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Palaeontologists solve pterosaur feather mystery

Palaeontologists solve pterosaur feather mystery
The new findings shed light on the early evolutionary history of feathers.

Pterosaurs, the flying relatives of dinosaurs, had feathers and were able to control their colours, palaeontologists have discovered.

It had been known that pterosaurs had fluffy coats consisting of hair-like fibres, but whether these were true feathers had been debated.

The new study, based on analyses of a 115 million-year-old fossilised headcrest of the pterosaur Tupandactylus from Brasil, found two types of feather.

The bottom of the crest had a fuzzy rim of feathers, with short wiry hair-like feathers and fluffy branched ones.

Pterosaurs lived side by side with dinosaurs, 230 til 66 millioner år siden, and the new findings shed light on the early evolutionary history of feathers.

For decades palaeontologists have argued about whether pterosaurs had feathers. The feathers in our specimen close off that debate for good as they are very clearly branched all the way along their length, just like birds today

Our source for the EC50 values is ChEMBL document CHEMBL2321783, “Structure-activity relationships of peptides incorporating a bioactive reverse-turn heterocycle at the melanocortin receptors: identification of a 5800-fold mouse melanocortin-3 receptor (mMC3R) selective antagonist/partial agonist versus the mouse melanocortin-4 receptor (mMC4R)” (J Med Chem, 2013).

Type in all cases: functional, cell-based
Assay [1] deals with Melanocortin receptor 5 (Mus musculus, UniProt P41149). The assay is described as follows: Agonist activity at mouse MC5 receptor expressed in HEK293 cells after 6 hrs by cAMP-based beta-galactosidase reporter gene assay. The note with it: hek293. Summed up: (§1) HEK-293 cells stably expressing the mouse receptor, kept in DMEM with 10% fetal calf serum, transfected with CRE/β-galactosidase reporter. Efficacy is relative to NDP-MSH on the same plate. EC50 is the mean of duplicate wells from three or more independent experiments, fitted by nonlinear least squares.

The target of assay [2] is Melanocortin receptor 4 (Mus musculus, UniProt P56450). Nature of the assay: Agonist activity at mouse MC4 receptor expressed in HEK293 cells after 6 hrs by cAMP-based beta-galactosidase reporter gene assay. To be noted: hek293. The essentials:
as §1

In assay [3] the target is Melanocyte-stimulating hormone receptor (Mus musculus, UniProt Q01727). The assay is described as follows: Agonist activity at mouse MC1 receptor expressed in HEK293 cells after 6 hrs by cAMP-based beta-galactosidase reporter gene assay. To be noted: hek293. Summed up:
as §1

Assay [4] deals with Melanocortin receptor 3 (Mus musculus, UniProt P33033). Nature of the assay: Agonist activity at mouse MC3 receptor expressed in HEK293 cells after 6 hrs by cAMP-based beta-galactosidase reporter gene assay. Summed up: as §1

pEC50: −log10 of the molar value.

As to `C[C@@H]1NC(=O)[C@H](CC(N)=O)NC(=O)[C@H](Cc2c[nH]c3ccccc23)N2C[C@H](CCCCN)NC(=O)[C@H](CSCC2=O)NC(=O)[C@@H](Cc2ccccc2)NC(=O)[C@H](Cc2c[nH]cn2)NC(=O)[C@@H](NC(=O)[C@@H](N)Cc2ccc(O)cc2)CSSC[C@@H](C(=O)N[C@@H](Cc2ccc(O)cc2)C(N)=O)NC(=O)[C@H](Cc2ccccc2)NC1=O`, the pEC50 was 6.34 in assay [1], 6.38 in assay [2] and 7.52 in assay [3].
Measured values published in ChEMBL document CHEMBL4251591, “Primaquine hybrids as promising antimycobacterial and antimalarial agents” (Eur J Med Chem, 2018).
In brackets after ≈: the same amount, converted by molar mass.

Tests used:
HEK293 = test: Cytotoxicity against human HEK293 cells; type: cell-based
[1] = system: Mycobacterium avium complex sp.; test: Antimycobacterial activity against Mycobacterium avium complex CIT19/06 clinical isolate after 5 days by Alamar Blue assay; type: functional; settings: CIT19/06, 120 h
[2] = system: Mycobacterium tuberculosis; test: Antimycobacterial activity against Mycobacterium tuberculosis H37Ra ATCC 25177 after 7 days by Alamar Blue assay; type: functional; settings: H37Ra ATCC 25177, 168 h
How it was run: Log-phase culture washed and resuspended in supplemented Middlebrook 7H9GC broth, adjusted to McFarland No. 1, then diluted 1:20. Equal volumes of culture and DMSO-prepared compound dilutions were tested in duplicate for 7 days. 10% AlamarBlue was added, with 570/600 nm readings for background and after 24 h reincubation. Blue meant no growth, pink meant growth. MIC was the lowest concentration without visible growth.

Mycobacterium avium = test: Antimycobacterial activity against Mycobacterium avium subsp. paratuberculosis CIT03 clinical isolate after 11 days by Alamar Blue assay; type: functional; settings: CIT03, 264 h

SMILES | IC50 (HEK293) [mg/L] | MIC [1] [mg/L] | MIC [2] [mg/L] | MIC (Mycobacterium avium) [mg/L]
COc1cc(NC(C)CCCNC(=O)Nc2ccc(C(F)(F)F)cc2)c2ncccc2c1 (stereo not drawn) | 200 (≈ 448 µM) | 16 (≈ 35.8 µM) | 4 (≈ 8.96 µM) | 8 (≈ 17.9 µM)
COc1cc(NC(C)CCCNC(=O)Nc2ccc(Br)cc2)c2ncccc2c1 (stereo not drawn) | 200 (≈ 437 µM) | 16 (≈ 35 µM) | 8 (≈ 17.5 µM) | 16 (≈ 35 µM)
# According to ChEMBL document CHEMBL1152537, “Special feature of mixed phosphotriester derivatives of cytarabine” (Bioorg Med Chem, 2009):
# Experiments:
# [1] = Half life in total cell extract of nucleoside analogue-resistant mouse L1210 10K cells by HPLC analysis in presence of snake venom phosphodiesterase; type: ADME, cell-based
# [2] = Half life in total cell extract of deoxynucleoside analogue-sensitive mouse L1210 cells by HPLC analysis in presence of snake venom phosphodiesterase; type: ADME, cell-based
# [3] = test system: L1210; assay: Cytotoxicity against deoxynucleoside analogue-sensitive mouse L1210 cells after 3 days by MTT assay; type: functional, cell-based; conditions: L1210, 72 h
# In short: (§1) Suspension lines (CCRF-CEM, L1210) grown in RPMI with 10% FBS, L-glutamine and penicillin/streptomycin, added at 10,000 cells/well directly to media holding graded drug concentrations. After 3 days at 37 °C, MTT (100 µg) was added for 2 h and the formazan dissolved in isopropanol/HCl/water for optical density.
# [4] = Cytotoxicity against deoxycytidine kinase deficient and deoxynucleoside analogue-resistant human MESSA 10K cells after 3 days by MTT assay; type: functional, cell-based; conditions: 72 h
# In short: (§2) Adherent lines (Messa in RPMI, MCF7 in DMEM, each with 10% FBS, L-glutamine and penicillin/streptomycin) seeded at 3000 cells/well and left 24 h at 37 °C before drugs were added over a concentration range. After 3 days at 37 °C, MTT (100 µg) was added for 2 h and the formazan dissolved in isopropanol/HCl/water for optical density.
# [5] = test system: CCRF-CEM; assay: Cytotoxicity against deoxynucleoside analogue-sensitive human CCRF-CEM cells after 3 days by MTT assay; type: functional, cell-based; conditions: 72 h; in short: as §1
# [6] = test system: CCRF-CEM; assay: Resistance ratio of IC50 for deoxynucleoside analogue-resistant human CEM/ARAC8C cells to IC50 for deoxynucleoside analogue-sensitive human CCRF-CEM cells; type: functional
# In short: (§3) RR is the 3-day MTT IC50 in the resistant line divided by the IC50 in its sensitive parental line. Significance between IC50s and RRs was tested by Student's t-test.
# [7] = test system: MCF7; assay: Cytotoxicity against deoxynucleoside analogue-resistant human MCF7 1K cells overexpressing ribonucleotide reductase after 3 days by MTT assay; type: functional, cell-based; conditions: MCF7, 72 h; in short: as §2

Dr Aude Cincotta, University College Cork

University College Cork (UCC) palaeontologist Dr Aude Cincotta said: “We didn’t expect to see this at all.

“For decades palaeontologists have argued about whether pterosaurs had feathers.

“The feathers in our specimen close off that debate for good as they are very clearly branched all the way along their length, just like birds today.”

With the soft tissue well preserved, the team were able to examine the fine detail of pigment-producing structures known as melanosomes.

Unexpectedly, they found the melanosomes in different feather types have different shapes.

Professor Maria McNamara, from UCC, sa: “In birds today, feather colour is strongly linked to melanosome shape.

“Since the pterosaur feather types had different melanosome shapes, these animals must have had the genetic machinery to control the colours of their feathers.

“This feature is essential for colour patterning and shows that coloration was a critical feature of even the very earliest feathers.”

The findings also suggest that although these feathers may not have been used for flight, they might have been used as a form of visual communication.

Studien, published in the journal Nature, was led by UCC palaeontologists Dr Cincotta and Prof McNamara and Dr Pascal Godefroit from the Royal Belgian Institute of Natural Sciences, with an international team of scientists from Brazil and Belgium.